Monday, December 03, 2007

best of 2007: non-fiction

Now it’s time for my favorite non-fiction books of the year. Just a few notes before I begin:

  • Not all of these were first published in 2007, but that’s when I first read them, which is why they belong on this list.
  • Aside from the first two, these are not in preferential order.
  • Your mileage, as always, may vary.

1. Jesus Land by Julia Scheeres: This is one of those books that's so fucking good you resent anything that takes away from your time with it. The author grew up in Indiana in the 1980's, and to say the least, she didn't have a good adolescence; she and her adoptive brothers, both black, were treated like shit at school, and her parents were religious people who alternated between cold indifference and outright abuse. Eventually, they sent her and her youngest brother, David, to a Christian "tough love" camp in the Dominican Republic. Beautifully written, completely devoid of self-pity, and utterly essential for anyone who enjoys memoirs or, for that matter, reading in general. It's not just my favorite non-fiction book of the year; it's now my favorite non-fiction book of all time.

2. Candy Girl: A Year in the Life of an Unlikely Stripper by Diablo Cody: I wanted to read this book mainly because the author worked in Minneapolis (including a stint at the notorious Sex World), and I wound up really enjoying it. She neither glamorizes nor demonizes the industry, and her writing is sharp and snarky (for example, Minneapolis is the "city that never wakes"). I can’t wait to see her first feature film, Juno.

3. I Am Not Myself These Days by Josh Kilmer-Purcell: This memoir about the author's nights as Aquadisiac, a drag queen with live goldfish in her plastic bra, and romance with a crack-addicted male prostitute is hysterically funny and absolutely riveting.

4. Here If You Need Me by Kate Braestrup: After her husband's death, the author decided to become a game warden chaplain in Maine. It's a profoundly moving memoir that brought me to tears more than once. There's a definite religious bent, obviously, but it didn't bother me at all.

5. Dark at the Roots by Sarah Thyre: The author describes her weird childhood growing up in the South during the 1970's. Parts of it are excruciatingly funny; the chapter about drawing her own porn reminded me of a similar experience from my own misguided youth.

6. Sin in the Second City by Karen Abbott: At the beginning of the 20th century, two sisters took their sizable inheritance and started the Everleigh Club, Chicago's most luxurious brothel. This terrific book may be a true story, but it reads like a juicy novel.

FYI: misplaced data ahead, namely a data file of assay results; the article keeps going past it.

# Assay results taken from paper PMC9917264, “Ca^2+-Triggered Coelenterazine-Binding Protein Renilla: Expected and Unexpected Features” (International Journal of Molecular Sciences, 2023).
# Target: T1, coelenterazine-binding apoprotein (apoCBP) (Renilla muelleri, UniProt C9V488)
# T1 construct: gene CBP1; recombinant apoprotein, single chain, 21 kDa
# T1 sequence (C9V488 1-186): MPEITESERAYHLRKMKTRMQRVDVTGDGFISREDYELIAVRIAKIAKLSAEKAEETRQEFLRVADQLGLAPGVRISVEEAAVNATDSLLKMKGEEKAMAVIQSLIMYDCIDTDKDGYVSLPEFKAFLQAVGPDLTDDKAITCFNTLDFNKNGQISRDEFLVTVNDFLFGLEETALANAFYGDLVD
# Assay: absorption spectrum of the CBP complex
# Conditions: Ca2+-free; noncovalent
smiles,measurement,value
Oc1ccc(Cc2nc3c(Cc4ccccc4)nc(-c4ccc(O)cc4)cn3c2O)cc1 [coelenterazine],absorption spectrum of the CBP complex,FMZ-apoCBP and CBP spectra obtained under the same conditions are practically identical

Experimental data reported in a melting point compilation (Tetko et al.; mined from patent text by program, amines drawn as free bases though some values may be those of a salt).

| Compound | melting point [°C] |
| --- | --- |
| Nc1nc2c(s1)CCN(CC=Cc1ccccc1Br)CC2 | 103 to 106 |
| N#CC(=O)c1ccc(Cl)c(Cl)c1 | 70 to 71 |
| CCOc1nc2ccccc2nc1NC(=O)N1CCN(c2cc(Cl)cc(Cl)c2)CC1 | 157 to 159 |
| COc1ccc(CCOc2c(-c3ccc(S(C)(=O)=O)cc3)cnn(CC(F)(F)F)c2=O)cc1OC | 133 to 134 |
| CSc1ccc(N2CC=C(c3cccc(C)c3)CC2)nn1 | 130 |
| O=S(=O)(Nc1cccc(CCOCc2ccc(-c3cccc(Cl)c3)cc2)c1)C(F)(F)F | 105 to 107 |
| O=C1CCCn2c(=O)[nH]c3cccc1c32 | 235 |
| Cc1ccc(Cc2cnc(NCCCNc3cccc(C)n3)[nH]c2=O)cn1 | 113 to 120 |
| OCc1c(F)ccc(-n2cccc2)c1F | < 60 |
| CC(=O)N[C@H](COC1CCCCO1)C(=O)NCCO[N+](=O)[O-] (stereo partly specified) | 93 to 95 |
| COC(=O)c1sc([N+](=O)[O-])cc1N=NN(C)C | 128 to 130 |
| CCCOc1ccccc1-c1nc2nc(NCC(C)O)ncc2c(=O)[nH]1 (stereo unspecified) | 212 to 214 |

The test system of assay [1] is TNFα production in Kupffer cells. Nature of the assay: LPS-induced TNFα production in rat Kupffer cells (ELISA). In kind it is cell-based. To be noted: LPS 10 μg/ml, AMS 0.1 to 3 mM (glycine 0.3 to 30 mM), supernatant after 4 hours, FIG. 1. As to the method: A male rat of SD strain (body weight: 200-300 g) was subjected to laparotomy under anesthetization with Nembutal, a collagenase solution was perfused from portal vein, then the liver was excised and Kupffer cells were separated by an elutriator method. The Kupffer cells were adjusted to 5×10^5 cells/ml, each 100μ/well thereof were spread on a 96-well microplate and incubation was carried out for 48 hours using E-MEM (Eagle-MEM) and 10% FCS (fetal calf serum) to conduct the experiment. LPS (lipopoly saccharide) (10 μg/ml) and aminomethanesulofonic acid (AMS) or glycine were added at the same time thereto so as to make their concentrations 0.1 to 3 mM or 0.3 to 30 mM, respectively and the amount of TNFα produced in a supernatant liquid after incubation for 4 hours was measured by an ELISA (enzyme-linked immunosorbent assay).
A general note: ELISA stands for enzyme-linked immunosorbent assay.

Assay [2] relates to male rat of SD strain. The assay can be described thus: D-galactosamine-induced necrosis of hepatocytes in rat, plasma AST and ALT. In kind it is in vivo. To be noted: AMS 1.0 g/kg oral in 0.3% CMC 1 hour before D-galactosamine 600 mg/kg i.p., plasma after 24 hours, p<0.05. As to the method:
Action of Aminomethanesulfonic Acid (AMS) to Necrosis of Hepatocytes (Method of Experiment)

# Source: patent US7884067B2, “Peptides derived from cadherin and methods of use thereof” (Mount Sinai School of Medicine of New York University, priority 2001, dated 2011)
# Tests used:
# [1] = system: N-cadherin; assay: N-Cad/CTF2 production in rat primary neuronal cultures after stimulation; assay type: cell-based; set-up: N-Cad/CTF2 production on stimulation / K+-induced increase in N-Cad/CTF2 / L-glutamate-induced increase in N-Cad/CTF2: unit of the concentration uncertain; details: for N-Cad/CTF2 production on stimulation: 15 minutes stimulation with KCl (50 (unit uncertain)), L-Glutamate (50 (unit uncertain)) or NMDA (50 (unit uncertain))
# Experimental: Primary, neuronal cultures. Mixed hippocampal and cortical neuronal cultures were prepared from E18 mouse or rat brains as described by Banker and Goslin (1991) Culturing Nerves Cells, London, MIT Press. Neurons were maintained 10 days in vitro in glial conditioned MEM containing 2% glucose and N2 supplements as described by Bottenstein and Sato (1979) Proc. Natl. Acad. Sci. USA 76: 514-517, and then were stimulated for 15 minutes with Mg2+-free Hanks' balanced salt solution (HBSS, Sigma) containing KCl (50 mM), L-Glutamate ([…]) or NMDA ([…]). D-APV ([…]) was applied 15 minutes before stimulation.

7. If I Am Missing or Dead by Janine Latus: When the author's younger sister was murdered by an ex-boyfriend, the author began to take a long hard look at her own life, trying to decipher why she and her sister always wound up with men who abused them. It's devastating, but it was hard to put down.

8. In My Skin by Kate Holden: A brutally honest memoir about the author's heroin addiction, which led to prostitution in order to support her habit. It's not an easy read, but it's compelling.

9. Stealing Buddha's Dinner by Bich Minh Nguyen: The author and her family fled Vietnam in the 70's and wound up in Grand Rapids, Michigan, where she longed for the uncomplicated lives and glorious junk food of her schoolmates. Funny, bittersweet, and memorable. Fair warning: not to be read on an empty stomach, thanks to the mouthwatering descriptions of everything from Hostess cupcakes to pho.

10. The Late Bloomer's Revolution by Amy Cohen: The author had several truly crappy things happen to her in short succession: her mother died, the man she thought she would marry broke up with her, she lost her job, and she developed a disfiguring skin condition. She writes, "I felt as if my life hadn't quite started, and I was already running late." This wonderful memoir is about her attempts to change her life for the better once and for all.


I Hope They Serve Beer in Hell by Tucker Max. You know, it's not like I didn't know what I was getting into, since the first line on the back of the book is "My name is Tucker Max, and I am an asshole." But my god, 300 pages about the same kind of drunken, horny, inconsiderate prick that I spent my entire college career avoiding was 295 pages too many. I hope he gets a penicillin-resistant strain of syphilis and his dick falls off.